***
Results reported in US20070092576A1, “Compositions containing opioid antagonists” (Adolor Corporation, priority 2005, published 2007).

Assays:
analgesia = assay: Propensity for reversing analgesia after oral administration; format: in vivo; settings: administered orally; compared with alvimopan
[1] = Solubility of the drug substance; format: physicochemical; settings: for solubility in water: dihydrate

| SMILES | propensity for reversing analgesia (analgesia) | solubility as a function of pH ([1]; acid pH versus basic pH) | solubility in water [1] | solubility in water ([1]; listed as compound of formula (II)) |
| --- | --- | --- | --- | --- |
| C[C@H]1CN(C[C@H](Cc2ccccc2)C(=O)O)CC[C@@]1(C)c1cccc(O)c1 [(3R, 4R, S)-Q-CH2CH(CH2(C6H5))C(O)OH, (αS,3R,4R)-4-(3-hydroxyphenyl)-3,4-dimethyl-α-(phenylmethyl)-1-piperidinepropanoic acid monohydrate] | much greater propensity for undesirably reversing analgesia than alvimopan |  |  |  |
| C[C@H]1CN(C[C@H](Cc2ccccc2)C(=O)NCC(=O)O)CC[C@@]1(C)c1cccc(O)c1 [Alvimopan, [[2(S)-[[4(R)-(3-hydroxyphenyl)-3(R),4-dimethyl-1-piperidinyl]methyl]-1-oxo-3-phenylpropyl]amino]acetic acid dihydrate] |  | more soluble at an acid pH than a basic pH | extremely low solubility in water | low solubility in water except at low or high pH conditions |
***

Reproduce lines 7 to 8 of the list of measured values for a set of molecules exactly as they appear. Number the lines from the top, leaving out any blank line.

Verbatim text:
| C[C@H]1CN(C[C@H](Cc2ccccc2)C(=O)O)CC[C@@]1(C)c1cccc(O)c1 [(3R, 4R, S)-Q-CH2CH(CH2(C6H5))C(O)OH, (αS,3R,4R)-4-(3-hydroxyphenyl)-3,4-dimethyl-α-(phenylmethyl)-1-piperidinepropanoic acid monohydrate] | much greater propensity for undesirably reversing analgesia than alvimopan |  |  |  |
| C[C@H]1CN(C[C@H](Cc2ccccc2)C(=O)NCC(=O)O)CC[C@@]1(C)c1cccc(O)c1 [Alvimopan, [[2(S)-[[4(R)-(3-hydroxyphenyl)-3(R),4-dimethyl-1-piperidinyl]methyl]-1-oxo-3-phenylpropyl]amino]acetic acid dihydrate] |  | more soluble at an acid pH than a basic pH | extremely low solubility in water | low solubility in water except at low or high pH conditions |